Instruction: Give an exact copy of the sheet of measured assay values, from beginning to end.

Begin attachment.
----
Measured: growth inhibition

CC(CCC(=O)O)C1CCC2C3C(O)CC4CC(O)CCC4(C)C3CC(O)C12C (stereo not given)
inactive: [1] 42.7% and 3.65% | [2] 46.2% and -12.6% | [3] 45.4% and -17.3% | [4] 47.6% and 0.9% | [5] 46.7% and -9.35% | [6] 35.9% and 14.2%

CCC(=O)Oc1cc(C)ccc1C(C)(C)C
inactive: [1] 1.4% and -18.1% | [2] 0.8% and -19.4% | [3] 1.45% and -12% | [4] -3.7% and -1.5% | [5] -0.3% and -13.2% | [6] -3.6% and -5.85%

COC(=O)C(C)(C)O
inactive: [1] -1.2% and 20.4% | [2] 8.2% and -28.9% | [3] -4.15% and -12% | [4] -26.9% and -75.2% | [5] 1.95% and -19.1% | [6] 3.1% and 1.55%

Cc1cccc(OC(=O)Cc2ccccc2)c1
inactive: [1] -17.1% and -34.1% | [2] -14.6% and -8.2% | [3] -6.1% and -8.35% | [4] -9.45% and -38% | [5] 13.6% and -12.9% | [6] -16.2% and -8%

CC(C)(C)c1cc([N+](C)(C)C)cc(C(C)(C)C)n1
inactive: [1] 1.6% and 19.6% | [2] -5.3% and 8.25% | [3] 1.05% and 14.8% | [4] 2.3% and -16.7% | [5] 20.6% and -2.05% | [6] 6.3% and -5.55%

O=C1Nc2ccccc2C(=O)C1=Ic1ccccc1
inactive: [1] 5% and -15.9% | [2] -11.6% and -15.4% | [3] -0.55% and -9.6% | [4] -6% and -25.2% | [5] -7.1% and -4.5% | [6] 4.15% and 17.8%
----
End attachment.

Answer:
Measured: growth inhibition

CC(CCC(=O)O)C1CCC2C3C(O)CC4CC(O)CCC4(C)C3CC(O)C12C (stereo not given)
inactive: [1] 42.7% and 3.65% | [2] 46.2% and -12.6% | [3] 45.4% and -17.3% | [4] 47.6% and 0.9% | [5] 46.7% and -9.35% | [6] 35.9% and 14.2%

CCC(=O)Oc1cc(C)ccc1C(C)(C)C
inactive: [1] 1.4% and -18.1% | [2] 0.8% and -19.4% | [3] 1.45% and -12% | [4] -3.7% and -1.5% | [5] -0.3% and -13.2% | [6] -3.6% and -5.85%

COC(=O)C(C)(C)O
inactive: [1] -1.2% and 20.4% | [2] 8.2% and -28.9% | [3] -4.15% and -12% | [4] -26.9% and -75.2% | [5] 1.95% and -19.1% | [6] 3.1% and 1.55%

Cc1cccc(OC(=O)Cc2ccccc2)c1
inactive: [1] -17.1% and -34.1% | [2] -14.6% and -8.2% | [3] -6.1% and -8.35% | [4] -9.45% and -38% | [5] 13.6% and -12.9% | [6] -16.2% and -8%

CC(C)(C)c1cc([N+](C)(C)C)cc(C(C)(C)C)n1
inactive: [1] 1.6% and 19.6% | [2] -5.3% and 8.25% | [3] 1.05% and 14.8% | [4] 2.3% and -16.7% | [5] 20.6% and -2.05% | [6] 6.3% and -5.55%

O=C1Nc2ccccc2C(=O)C1=Ic1ccccc1
inactive: [1] 5% and -15.9% | [2] -11.6% and -15.4% | [3] -0.55% and -9.6% | [4] -6% and -25.2% | [5] -7.1% and -4.5% | [6] 4.15% and 17.8%